State drops charges in 1995 fire that resulted in death of 3-year-old son of Kristine Bunch
Attorneys don't condemn state for bringing charges
Last Updated: 158 days ago
INDIANAPOLIS - Charges have been dismissed against a woman who served 16 years in prison after she was convicted of setting a fire that killed her 3-year-old son, the woman's attorneys said Tuesday.
Prosecutors filed a motion Monday to dismiss charges against Kristine Bunch, and the motion was granted Tuesday, according to a release from the Schiff Hardin law office.
"We are extremely happy that the state has dismissed the charge against Kristine," read a statement from the attorneys. "She is innocent. As the Indiana Appellate Court ruled months ago, a jury hearing all of the evidence likely would have found Kristine not guilty."
Bunch spent 16 years in prison after her original conviction. A new trial had been ordered for her. Her original sentence in 1996 was for 60 years.
Prosecutors said Bunch poured kerosene or some other fuel in the bedroom of her son, Anthony, and the living room of their mobile home and lit it on fire.
But attorneys working with the Northwestern University School of Law's Center on Wrongful Convictions said science discovered since the 1990s shows that fuel couldn't have been used and that other possible causes were ignored.
"We do not condemn the state for bringing arson-related charges in 1995. That was the equivalent of the Stone Ages for arson investigations," Bunch's attorneys said. "Today, we know so much more about the science of fire. As the new evidence offered by world-renowned experts showed, Kristine could not have set this fire as the state contended. The fire was accidental."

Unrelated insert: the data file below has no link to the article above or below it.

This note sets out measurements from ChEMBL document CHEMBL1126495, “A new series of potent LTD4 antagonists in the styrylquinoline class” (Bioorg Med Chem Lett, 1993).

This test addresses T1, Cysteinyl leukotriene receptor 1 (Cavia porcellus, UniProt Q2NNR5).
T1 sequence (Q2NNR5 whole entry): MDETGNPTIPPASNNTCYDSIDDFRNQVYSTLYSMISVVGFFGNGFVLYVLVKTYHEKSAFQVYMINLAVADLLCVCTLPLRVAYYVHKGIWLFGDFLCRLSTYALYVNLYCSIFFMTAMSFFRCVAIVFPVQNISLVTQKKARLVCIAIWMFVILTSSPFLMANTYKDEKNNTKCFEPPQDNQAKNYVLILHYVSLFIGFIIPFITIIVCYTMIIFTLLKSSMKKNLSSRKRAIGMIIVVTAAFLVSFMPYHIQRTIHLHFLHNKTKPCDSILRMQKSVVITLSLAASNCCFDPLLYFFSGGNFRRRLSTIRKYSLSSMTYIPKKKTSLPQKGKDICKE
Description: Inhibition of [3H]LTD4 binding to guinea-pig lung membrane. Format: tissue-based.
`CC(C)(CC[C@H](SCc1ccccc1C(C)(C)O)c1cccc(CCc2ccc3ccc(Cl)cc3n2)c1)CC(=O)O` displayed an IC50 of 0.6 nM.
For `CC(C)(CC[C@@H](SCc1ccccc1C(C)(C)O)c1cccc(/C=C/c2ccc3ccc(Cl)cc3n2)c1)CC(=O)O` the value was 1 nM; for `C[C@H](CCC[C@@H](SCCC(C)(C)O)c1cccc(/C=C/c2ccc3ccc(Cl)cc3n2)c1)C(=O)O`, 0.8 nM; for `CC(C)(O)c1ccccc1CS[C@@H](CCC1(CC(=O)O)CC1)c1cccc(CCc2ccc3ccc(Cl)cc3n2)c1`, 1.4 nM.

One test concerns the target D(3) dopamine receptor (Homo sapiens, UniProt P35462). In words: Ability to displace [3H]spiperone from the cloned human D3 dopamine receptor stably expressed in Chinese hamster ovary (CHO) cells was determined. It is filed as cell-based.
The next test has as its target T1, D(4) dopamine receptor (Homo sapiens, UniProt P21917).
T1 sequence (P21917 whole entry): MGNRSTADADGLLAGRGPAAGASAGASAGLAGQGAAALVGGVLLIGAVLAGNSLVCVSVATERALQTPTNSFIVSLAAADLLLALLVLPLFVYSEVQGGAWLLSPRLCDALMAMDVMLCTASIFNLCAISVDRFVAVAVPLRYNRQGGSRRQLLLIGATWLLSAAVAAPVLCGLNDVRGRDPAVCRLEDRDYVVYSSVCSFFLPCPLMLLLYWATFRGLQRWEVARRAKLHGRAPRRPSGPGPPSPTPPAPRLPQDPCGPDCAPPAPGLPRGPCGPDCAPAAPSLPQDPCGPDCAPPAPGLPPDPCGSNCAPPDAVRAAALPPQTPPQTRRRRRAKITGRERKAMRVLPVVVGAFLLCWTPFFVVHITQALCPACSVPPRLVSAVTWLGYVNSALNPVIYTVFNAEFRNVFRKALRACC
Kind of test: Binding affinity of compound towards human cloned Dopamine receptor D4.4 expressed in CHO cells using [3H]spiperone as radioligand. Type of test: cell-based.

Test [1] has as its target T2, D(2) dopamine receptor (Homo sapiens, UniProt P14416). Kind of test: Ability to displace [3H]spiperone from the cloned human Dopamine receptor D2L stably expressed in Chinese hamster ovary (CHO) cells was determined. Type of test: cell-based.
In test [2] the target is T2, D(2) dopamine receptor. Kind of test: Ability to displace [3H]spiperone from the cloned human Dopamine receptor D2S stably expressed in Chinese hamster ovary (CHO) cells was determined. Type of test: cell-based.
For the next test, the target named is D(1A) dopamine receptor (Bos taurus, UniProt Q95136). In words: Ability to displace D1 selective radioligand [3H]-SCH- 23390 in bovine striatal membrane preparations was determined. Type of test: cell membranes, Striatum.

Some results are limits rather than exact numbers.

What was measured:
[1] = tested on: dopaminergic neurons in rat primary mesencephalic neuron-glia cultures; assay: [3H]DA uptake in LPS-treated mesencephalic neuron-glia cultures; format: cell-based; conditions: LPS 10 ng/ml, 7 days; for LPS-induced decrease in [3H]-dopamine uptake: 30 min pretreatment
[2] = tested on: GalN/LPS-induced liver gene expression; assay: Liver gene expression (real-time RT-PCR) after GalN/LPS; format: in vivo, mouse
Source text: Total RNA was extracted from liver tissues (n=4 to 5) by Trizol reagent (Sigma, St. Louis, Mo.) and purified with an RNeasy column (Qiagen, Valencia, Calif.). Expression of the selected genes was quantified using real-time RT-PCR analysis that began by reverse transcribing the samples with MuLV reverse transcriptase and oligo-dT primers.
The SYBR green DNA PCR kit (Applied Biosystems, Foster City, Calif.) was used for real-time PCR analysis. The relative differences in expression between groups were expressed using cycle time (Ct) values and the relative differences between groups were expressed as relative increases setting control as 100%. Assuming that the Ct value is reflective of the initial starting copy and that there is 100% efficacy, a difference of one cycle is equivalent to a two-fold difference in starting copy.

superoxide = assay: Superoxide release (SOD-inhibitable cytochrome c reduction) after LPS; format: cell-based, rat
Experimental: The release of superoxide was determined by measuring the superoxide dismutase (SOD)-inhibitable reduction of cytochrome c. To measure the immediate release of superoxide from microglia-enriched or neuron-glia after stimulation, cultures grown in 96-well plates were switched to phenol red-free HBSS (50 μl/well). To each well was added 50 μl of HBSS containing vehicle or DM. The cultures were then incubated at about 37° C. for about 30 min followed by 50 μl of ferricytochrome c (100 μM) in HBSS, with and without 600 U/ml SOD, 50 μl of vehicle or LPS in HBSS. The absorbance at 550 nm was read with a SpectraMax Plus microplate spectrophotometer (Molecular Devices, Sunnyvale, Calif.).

A Supreme Court ruling earlier this year meant the case would automatically be returned to the Decatur Circuit Court, where the state could have retried it or tossed it.
"Kristine lost her precious son, Tony, in this accidental fire. She then lost 16 years of her freedom. The depth of that tragedy is unthinkable," her attorneys said. "Today is the first day she can begin to heal."
Bunch has been out of prison since August, when a judge let her post bond while prosecutors reviewed the case.
Though she spent almost two decades behind bars, Bunch said she never gave up hope.
"I knew that it was going to work out in the end," she said. "I had a lot of support."
Bunch said it was a blessing to be able to tell her 16-year-old son -- to whom she gave birth while in prison -- that she is out for good.
"He said, 'So, you're free, they can't come back and take you away?' I said, 'That's right.'"
Bunch said she is not angry with the prosecutors who helped put her away.
"They did their job," she said. "That's what they're elected for."
Now, Bunch is planning to take the LSAT and become an attorney, all while striving to never take the little things for granted.
"Being able to be outside, being able to go get in the car, being able to hug my son, watch him sleep... Those are things people don't realize how special they are," she said.
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